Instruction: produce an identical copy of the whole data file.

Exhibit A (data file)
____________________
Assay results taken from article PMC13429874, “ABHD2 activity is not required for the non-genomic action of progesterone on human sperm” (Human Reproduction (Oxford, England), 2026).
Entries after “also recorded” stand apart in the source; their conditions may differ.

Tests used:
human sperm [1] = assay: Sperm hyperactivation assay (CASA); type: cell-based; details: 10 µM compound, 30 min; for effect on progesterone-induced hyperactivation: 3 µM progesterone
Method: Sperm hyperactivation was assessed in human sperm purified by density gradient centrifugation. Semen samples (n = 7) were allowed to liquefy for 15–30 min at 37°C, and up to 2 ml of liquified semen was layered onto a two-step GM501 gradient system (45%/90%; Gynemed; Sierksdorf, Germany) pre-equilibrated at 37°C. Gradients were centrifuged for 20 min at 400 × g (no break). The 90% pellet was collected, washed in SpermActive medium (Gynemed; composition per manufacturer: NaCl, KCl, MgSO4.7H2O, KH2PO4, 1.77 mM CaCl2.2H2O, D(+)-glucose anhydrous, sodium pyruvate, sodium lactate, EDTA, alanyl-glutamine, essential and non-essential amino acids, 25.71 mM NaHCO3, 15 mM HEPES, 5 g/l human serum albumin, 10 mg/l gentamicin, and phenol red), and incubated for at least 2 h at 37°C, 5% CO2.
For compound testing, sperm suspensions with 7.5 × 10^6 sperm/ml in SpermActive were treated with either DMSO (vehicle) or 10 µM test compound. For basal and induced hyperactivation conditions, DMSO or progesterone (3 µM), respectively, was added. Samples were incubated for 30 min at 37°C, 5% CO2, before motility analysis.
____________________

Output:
Assay results taken from article PMC13429874, “ABHD2 activity is not required for the non-genomic action of progesterone on human sperm” (Human Reproduction (Oxford, England), 2026).
Entries after “also recorded” stand apart in the source; their conditions may differ.

Tests used:
human sperm [1] = assay: Sperm hyperactivation assay (CASA); type: cell-based; details: 10 µM compound, 30 min; for effect on progesterone-induced hyperactivation: 3 µM progesterone
Method: Sperm hyperactivation was assessed in human sperm purified by density gradient centrifugation. Semen samples (n = 7) were allowed to liquefy for 15–30 min at 37°C, and up to 2 ml of liquified semen was layered onto a two-step GM501 gradient system (45%/90%; Gynemed; Sierksdorf, Germany) pre-equilibrated at 37°C. Gradients were centrifuged for 20 min at 400 × g (no break). The 90% pellet was collected, washed in SpermActive medium (Gynemed; composition per manufacturer: NaCl, KCl, MgSO4.7H2O, KH2PO4, 1.77 mM CaCl2.2H2O, D(+)-glucose anhydrous, sodium pyruvate, sodium lactate, EDTA, alanyl-glutamine, essential and non-essential amino acids, 25.71 mM NaHCO3, 15 mM HEPES, 5 g/l human serum albumin, 10 mg/l gentamicin, and phenol red), and incubated for at least 2 h at 37°C, 5% CO2.
For compound testing, sperm suspensions with 7.5 × 10^6 sperm/ml in SpermActive were treated with either DMSO (vehicle) or 10 µM test compound. For basal and induced hyperactivation conditions, DMSO or progesterone (3 µM), respectively, was added. Samples were incubated for 30 min at 37°C, 5% CO2, before motility analysis.